It is indeed a sad day in Jamaica to find out that the Alpha Boys Home which has served both as a home and school for thousands of boys will cease its residential care facilities in June of 2014. The Alpha Boys Home started in 1891 with sixteen boys and has turned out many distinguished Jamaicans including some of Jamaica’s finest musicians. The school was founded by the religious order The Sisters of Mercy and has had a proud and illustrious record over the years. The Sisters of Mercy was founded in 1831 by Catherine Elizabeth Mc Auley, an Irish nun who used her inheritance to build a home for homeless women and children and provide for them care and an education.
Two reasons were given by The Sisters of Mercy for the closure of the residential care facilities. One was the failure of human capital to respond to the numerous and changing faces of the issues being displayed by the children as well as the increase in anti social behavior among the children in the care system. These issues however, are not confined to Alpha Boys Home; in fact the problem of anti- social behavior within the society speaks to the moral decay the society has been experiencing over the years. This social ill should be a cause of grave concern for all well thinking Jamaicans and should spur us into action to tackle this monster.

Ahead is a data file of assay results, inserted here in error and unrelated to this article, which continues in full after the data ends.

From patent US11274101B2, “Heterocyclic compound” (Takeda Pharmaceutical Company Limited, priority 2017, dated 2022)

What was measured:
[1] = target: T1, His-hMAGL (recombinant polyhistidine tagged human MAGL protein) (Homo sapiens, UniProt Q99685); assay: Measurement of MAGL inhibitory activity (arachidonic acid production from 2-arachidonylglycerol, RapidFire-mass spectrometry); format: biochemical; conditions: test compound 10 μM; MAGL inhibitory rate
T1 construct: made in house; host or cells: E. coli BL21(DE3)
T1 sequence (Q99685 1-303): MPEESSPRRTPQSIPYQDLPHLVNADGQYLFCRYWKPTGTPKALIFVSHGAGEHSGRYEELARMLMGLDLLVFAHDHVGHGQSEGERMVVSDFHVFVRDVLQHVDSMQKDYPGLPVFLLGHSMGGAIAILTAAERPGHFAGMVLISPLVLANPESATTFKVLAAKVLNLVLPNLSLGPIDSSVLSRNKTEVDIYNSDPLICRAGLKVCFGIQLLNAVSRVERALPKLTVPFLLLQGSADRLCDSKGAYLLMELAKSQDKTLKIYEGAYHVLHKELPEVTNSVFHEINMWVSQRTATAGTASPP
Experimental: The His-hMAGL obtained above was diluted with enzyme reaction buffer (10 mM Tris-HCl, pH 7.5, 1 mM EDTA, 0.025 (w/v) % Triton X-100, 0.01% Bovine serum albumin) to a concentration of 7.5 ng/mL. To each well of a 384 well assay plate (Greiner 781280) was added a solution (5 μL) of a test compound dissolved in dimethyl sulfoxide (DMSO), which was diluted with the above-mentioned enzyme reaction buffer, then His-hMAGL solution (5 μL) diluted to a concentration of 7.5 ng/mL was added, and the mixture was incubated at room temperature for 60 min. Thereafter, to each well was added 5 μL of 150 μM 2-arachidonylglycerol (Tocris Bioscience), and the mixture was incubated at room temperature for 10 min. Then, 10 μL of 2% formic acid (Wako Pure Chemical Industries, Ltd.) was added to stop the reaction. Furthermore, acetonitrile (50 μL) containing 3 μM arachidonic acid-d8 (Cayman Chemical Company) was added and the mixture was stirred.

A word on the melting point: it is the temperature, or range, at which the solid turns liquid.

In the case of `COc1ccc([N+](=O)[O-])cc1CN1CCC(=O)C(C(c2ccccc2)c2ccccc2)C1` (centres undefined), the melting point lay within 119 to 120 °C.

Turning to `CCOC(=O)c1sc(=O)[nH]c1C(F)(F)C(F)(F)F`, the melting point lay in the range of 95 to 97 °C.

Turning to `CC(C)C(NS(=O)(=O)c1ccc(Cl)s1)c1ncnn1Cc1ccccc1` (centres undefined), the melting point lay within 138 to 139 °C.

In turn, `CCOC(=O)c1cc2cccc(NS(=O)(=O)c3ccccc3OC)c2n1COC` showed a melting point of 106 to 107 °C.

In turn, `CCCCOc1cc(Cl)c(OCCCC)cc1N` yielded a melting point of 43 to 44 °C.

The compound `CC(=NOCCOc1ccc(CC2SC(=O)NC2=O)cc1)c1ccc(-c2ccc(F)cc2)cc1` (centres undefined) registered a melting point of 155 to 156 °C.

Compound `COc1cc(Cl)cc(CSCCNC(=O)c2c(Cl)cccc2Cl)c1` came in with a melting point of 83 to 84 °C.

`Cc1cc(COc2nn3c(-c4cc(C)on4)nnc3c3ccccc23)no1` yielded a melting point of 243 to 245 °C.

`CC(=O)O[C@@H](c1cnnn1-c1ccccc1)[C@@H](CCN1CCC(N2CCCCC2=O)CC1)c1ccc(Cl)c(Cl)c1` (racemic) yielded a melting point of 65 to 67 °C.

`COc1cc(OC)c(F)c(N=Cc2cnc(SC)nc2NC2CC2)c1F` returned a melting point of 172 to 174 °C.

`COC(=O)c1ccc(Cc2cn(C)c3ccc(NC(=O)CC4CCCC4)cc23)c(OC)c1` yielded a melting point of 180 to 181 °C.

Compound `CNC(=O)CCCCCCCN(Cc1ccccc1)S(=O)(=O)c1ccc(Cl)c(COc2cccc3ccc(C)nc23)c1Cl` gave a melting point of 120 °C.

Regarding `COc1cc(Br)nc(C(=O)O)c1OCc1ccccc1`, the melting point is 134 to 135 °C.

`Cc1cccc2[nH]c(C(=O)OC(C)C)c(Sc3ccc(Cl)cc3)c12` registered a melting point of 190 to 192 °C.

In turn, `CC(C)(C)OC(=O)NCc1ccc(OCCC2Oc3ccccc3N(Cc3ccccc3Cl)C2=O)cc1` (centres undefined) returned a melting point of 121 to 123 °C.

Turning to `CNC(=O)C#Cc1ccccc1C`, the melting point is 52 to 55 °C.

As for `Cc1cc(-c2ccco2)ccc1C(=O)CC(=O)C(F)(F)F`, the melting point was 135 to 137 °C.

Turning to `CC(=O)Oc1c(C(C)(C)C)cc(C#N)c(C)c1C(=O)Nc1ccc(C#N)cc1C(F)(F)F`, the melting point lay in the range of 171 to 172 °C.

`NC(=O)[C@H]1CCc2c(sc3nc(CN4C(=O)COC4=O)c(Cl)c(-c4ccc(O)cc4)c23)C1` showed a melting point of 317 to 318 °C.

Given the fact that many of the boys who lived at Alpha Boys Home are at- risk youth we need to ask the question what will become of their living arrangements after the closure of the residential facilities at Alpha Boys Home? In many instances these boys are from abusive backgrounds and should not return to such conditions. This is extremely disturbing especially since the Ministry of Youth is reporting a thirty nine per cent increase in incidence of abuse of children. It is extremely a sad state of affairs! Our children cant seems to catch a break.
At the same time we must be grateful that the Alpha Boys Home will continue to operate its day school which will provide necessary skills training and academic classes to countless number of young men who are in need of such support. It also important to note that the famed music programme is projected to continue.
As a society we need to thoroughly examine the situation at hand and put in some concrete measure to stem the tide of neglect and other forms of abuse that our children encounter daily.
We need to engage our parents more in terms of having parenting workshops on a regular basis. Too many of our parents are neglecting their responsibility as parents. We cannot continue to neglect and abuse our children in this manner. Our children are the foundation of all sustainable development. As a society it is important that we do all given our budgetary constraints to enrich, protect and build the human capital of our country.